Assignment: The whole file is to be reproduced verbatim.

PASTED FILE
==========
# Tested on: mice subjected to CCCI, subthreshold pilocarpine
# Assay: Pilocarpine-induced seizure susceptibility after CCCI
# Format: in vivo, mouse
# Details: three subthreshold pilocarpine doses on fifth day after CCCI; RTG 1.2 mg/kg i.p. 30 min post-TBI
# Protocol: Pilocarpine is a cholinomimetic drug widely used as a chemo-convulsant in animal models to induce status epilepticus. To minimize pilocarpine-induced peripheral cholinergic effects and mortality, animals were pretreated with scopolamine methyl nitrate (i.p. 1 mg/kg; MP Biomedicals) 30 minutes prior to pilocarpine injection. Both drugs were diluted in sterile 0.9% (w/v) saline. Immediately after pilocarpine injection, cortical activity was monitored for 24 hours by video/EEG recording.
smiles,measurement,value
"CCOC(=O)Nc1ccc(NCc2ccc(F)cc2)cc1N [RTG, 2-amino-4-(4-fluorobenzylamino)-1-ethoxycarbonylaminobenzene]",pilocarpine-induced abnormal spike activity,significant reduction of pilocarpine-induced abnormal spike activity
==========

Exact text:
# Tested on: mice subjected to CCCI, subthreshold pilocarpine
# Assay: Pilocarpine-induced seizure susceptibility after CCCI
# Format: in vivo, mouse
# Details: three subthreshold pilocarpine doses on fifth day after CCCI; RTG 1.2 mg/kg i.p. 30 min post-TBI
# Protocol: Pilocarpine is a cholinomimetic drug widely used as a chemo-convulsant in animal models to induce status epilepticus. To minimize pilocarpine-induced peripheral cholinergic effects and mortality, animals were pretreated with scopolamine methyl nitrate (i.p. 1 mg/kg; MP Biomedicals) 30 minutes prior to pilocarpine injection. Both drugs were diluted in sterile 0.9% (w/v) saline. Immediately after pilocarpine injection, cortical activity was monitored for 24 hours by video/EEG recording.
smiles,measurement,value
"CCOC(=O)Nc1ccc(NCc2ccc(F)cc2)cc1N [RTG, 2-amino-4-(4-fluorobenzylamino)-1-ethoxycarbonylaminobenzene]",pilocarpine-induced abnormal spike activity,significant reduction of pilocarpine-induced abnormal spike activity